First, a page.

Fatawa-e-Alamgiri (also known as Fatawa-i-Hindiya in Turkey, Egypt and Syria) is a compilation of law created at instance of the Mughal Emperor Aurangzeb (who was also known as 'Alamgir'). This compilation is based on Sunni Hanafi Islam's Sharia law, and was the work of many scholars, principally from the Hanafi school. In order to compile it Aurangzeb gathered 500 fuqaha, 300 from the South Asia, 100 from Iraq and 100 from the Hejaz. This codified work served as the primary source for exercising and implementing the national laws according to Islamic code of law. It consists of exhaustive number of possible situations and their juristic rulings by the great Hanafi jurists of the time.
The Fatawa-e-Alamgiri is notable for several reasons:
- It spanned 30 volumes
- It served as the basis of law and doctrine imposed by Aurangzeb throughout his empire.
Need for Codified book of Law
Till the time of Mughal Emperor Shahjahan, though the penal codes were set up in accordance with the rulings of great Islamic scholars like Imam Abu Hanifa and his two students Imam Muhammad al Shaybani and Imam Abu Yusuf, a handy penal reference was missing.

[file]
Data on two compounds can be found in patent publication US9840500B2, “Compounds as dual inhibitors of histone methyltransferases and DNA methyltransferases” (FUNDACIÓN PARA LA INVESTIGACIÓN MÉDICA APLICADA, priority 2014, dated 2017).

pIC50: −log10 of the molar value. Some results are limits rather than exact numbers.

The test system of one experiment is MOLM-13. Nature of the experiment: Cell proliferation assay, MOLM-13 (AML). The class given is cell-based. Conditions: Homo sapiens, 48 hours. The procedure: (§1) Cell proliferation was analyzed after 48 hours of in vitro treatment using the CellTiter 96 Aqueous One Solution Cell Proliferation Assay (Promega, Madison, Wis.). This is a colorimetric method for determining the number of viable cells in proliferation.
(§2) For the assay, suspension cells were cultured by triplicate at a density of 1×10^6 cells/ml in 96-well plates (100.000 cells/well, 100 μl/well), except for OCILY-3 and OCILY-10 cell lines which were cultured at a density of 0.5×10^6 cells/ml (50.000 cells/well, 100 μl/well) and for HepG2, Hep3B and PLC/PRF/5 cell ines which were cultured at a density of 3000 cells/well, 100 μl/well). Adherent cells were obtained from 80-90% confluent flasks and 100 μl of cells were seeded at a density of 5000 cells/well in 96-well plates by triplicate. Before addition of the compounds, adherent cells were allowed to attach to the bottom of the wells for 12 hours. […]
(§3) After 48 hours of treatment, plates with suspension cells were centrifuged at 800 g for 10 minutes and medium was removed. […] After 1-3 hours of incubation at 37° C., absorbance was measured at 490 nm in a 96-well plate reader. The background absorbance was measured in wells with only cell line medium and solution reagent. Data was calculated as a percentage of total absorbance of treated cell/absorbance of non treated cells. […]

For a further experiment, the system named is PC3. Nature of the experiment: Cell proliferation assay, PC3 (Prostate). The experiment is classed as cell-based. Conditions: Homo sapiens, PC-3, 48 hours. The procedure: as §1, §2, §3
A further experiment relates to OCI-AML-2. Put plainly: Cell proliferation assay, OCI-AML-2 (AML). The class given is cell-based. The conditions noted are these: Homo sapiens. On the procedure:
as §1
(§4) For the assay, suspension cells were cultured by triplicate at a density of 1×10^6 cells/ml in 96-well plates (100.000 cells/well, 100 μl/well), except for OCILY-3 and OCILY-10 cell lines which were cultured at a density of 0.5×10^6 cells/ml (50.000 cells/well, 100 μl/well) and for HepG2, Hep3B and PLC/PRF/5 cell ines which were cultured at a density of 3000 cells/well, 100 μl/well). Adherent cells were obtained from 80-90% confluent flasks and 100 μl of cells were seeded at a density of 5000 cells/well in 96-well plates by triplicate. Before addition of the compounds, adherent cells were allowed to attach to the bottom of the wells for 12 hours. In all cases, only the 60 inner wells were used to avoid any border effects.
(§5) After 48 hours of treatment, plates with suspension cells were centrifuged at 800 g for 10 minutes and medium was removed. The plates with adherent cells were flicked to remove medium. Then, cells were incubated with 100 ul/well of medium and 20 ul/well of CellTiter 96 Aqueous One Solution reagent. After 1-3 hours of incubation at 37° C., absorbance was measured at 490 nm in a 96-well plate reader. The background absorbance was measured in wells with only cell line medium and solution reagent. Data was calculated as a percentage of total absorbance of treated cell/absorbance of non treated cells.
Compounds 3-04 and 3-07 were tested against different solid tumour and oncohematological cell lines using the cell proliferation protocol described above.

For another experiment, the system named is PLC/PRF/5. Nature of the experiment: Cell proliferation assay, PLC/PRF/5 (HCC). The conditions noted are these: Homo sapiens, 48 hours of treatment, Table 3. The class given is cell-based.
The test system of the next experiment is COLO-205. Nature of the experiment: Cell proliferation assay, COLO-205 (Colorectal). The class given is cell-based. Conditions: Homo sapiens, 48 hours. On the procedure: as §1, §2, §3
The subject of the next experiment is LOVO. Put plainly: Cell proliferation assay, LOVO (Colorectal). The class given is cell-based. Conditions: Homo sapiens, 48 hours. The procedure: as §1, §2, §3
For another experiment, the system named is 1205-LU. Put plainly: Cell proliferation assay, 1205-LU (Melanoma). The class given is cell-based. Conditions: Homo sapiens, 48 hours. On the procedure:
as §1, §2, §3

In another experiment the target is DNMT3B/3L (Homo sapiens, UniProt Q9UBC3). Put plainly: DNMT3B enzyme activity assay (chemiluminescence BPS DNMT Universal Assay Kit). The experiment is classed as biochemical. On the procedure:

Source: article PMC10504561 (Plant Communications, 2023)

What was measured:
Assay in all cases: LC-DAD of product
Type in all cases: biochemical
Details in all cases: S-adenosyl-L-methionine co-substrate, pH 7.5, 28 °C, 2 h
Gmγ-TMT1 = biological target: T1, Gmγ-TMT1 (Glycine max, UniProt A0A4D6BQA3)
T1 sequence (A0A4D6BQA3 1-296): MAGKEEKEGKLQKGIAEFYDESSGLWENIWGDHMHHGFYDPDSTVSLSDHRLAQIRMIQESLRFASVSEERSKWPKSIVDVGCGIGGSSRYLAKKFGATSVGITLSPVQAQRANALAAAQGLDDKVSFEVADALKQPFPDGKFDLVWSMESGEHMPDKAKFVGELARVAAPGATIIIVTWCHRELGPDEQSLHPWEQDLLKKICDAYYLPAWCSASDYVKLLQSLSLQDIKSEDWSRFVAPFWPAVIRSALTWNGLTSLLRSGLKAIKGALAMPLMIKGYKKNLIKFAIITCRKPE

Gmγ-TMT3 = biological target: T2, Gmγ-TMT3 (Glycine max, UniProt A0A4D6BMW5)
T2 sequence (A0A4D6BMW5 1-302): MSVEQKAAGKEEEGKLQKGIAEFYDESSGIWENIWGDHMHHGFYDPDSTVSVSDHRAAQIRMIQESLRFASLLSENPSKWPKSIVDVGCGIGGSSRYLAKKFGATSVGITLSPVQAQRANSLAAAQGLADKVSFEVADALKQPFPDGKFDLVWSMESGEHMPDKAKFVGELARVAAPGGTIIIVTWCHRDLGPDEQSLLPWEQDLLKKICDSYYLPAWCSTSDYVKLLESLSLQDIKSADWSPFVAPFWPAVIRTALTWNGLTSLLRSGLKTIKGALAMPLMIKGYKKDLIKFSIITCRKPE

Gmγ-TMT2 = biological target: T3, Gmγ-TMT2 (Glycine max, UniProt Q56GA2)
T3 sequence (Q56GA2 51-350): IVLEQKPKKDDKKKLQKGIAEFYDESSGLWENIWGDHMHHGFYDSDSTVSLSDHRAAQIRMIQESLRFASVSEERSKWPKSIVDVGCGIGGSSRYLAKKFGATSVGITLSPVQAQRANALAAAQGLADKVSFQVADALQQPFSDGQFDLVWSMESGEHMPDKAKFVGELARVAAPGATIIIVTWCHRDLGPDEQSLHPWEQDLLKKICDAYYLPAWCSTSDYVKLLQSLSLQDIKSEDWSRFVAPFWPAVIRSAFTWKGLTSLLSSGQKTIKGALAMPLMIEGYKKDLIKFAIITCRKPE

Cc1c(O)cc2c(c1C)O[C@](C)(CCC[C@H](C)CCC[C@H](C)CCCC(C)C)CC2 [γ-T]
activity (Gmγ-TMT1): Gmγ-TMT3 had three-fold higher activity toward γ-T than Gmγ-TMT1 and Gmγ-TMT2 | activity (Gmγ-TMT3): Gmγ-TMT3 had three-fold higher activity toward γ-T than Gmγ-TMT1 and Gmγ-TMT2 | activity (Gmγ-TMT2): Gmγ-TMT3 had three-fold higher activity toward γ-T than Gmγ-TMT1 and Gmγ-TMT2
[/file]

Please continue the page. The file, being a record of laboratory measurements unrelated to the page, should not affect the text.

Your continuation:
Therefore when the Mughal Emperor Aurangzeb Alamgir ascended the Mughal throne he acknowledged this fact and called for great jurists of the time from subcontinent and west Asia to compile a book which will serve as a quick reference of civil law. So an assembly court for jurists was organized and the cases were solved with the consent of all its members.This was same as the modern assembly where bills are reviewed and later passed by the members of house.
Aurangzeb was the first Muslim Emperor to enforce sharia law on a non-Muslim country.This code of conduct was ensured by the completion of the Fatawa-e-Alamgiri. A voluminous book that took several years to come into effect.The book was consulted as the guiding legal book by other neighbouring Islamic rulers of the era including the Ottoman empire. Till the advent of Radd al-Muhtar ala al-Dur al-Mukhtar, Fatawa-e-Alamgiri was the main source of Hanafi school. Radd al muhtar penned by a great jurist of Islamic history Ibn Abidin was more comprehensive and systematic.
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